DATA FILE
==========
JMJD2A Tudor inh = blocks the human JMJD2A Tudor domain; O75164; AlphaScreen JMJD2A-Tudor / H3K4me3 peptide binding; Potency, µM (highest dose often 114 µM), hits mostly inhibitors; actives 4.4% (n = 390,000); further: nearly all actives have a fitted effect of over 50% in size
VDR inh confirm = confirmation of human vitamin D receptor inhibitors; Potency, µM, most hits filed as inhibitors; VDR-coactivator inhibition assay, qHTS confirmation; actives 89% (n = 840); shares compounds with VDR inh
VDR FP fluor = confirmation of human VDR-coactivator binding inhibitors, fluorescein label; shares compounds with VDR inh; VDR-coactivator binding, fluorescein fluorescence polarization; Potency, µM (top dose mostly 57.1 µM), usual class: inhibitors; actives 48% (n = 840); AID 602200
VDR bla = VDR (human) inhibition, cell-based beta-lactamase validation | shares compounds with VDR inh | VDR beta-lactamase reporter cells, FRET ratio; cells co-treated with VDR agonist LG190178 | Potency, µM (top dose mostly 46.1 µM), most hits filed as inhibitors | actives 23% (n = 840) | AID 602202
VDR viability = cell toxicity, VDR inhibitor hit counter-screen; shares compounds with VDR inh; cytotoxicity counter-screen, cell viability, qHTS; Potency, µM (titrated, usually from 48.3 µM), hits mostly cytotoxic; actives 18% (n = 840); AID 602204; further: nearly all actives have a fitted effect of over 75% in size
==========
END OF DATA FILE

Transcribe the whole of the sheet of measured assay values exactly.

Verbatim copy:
JMJD2A Tudor inh = blocks the human JMJD2A Tudor domain; O75164; AlphaScreen JMJD2A-Tudor / H3K4me3 peptide binding; Potency, µM (highest dose often 114 µM), hits mostly inhibitors; actives 4.4% (n = 390,000); further: nearly all actives have a fitted effect of over 50% in size
VDR inh confirm = confirmation of human vitamin D receptor inhibitors; Potency, µM, most hits filed as inhibitors; VDR-coactivator inhibition assay, qHTS confirmation; actives 89% (n = 840); shares compounds with VDR inh
VDR FP fluor = confirmation of human VDR-coactivator binding inhibitors, fluorescein label; shares compounds with VDR inh; VDR-coactivator binding, fluorescein fluorescence polarization; Potency, µM (top dose mostly 57.1 µM), usual class: inhibitors; actives 48% (n = 840); AID 602200
VDR bla = VDR (human) inhibition, cell-based beta-lactamase validation | shares compounds with VDR inh | VDR beta-lactamase reporter cells, FRET ratio; cells co-treated with VDR agonist LG190178 | Potency, µM (top dose mostly 46.1 µM), most hits filed as inhibitors | actives 23% (n = 840) | AID 602202
VDR viability = cell toxicity, VDR inhibitor hit counter-screen; shares compounds with VDR inh; cytotoxicity counter-screen, cell viability, qHTS; Potency, µM (titrated, usually from 48.3 µM), hits mostly cytotoxic; actives 18% (n = 840); AID 602204; further: nearly all actives have a fitted effect of over 75% in size